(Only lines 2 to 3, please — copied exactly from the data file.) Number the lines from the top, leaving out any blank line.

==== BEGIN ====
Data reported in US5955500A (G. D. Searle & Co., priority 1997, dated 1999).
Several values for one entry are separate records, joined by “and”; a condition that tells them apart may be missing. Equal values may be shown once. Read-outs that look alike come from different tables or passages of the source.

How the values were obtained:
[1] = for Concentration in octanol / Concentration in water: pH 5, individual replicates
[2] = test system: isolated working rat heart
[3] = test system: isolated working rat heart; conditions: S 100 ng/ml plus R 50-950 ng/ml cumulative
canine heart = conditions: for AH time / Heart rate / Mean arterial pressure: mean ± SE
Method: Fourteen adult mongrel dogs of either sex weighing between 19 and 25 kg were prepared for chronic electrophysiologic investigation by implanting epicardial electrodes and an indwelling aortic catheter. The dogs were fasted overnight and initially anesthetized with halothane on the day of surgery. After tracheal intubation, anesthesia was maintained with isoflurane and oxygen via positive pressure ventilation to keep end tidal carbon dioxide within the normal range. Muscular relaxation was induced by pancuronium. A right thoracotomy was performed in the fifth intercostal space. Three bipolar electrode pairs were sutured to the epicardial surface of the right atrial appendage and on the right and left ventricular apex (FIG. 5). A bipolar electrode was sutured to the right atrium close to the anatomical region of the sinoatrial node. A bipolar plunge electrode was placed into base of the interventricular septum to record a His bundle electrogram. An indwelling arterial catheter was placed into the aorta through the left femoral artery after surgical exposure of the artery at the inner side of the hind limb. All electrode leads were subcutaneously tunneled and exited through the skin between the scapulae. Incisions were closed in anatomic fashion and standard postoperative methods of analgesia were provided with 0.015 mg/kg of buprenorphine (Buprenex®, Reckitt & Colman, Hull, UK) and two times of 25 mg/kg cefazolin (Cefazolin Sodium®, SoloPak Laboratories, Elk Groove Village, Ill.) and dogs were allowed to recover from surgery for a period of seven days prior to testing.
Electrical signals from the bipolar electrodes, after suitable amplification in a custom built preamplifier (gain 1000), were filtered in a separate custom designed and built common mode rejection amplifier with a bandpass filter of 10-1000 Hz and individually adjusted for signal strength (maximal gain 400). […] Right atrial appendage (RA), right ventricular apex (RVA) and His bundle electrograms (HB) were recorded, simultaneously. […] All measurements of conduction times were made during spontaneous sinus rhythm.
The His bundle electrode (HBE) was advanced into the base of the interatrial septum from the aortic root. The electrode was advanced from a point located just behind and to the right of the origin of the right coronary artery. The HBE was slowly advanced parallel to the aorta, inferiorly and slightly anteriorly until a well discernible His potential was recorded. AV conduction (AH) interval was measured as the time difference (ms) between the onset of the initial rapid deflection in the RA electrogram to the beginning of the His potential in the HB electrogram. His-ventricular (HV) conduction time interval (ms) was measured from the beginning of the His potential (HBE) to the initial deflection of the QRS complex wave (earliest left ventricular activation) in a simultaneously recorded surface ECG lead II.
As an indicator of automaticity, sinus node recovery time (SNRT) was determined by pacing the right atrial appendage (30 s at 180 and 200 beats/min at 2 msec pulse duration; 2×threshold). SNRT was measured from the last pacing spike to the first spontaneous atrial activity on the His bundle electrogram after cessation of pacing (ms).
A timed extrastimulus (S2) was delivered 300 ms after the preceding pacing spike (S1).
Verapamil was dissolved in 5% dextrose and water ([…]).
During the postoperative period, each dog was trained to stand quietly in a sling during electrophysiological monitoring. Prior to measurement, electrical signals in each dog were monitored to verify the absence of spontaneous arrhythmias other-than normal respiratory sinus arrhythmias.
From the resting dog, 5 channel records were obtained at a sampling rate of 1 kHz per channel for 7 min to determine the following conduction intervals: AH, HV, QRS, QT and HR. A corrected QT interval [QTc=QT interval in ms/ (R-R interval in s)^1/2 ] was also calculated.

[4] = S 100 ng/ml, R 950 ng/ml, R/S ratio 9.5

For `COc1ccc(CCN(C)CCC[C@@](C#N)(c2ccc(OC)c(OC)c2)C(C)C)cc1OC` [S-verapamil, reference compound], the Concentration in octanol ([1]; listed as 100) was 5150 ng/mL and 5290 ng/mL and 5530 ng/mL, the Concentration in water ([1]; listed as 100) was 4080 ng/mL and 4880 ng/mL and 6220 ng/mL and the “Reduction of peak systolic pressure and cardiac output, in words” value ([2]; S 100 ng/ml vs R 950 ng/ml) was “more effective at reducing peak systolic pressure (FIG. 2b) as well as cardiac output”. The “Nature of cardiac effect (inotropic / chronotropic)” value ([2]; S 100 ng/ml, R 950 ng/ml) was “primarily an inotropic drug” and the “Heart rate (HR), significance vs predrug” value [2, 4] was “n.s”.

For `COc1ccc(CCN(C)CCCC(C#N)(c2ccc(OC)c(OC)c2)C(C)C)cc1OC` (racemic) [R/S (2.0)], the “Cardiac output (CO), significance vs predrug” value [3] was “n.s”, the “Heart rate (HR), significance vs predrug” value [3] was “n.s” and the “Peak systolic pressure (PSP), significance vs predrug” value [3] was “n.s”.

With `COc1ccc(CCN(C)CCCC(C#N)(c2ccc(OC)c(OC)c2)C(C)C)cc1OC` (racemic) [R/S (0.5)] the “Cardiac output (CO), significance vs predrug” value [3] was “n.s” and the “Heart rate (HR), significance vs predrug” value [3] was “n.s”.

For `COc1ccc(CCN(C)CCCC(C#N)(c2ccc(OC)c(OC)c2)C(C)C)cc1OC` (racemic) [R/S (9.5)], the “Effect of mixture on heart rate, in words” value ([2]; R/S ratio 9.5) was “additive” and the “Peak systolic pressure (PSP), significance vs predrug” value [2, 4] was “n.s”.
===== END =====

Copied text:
Several values for one entry are separate records, joined by “and”; a condition that tells them apart may be missing. Equal values may be shown once. Read-outs that look alike come from different tables or passages of the source.

How the values were obtained: